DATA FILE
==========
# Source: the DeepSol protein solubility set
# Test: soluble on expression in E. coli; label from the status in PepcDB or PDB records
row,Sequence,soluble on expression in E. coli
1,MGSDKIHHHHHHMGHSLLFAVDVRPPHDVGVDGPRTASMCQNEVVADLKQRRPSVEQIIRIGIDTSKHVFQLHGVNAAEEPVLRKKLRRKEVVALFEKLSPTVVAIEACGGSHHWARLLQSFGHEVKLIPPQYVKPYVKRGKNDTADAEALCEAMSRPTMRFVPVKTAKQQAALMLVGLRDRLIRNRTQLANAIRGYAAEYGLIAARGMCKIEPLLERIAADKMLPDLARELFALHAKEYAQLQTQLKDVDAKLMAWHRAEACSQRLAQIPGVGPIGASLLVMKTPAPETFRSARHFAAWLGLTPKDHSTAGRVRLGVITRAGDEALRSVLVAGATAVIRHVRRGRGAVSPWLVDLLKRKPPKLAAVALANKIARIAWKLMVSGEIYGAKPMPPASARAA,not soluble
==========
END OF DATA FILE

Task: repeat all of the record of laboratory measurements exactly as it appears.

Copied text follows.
# Source: the DeepSol protein solubility set
# Test: soluble on expression in E. coli; label from the status in PepcDB or PDB records
row,Sequence,soluble on expression in E. coli
1,MGSDKIHHHHHHMGHSLLFAVDVRPPHDVGVDGPRTASMCQNEVVADLKQRRPSVEQIIRIGIDTSKHVFQLHGVNAAEEPVLRKKLRRKEVVALFEKLSPTVVAIEACGGSHHWARLLQSFGHEVKLIPPQYVKPYVKRGKNDTADAEALCEAMSRPTMRFVPVKTAKQQAALMLVGLRDRLIRNRTQLANAIRGYAAEYGLIAARGMCKIEPLLERIAADKMLPDLARELFALHAKEYAQLQTQLKDVDAKLMAWHRAEACSQRLAQIPGVGPIGASLLVMKTPAPETFRSARHFAAWLGLTPKDHSTAGRVRLGVITRAGDEALRSVLVAGATAVIRHVRRGRGAVSPWLVDLLKRKPPKLAAVALANKIARIAWKLMVSGEIYGAKPMPPASARAA,not soluble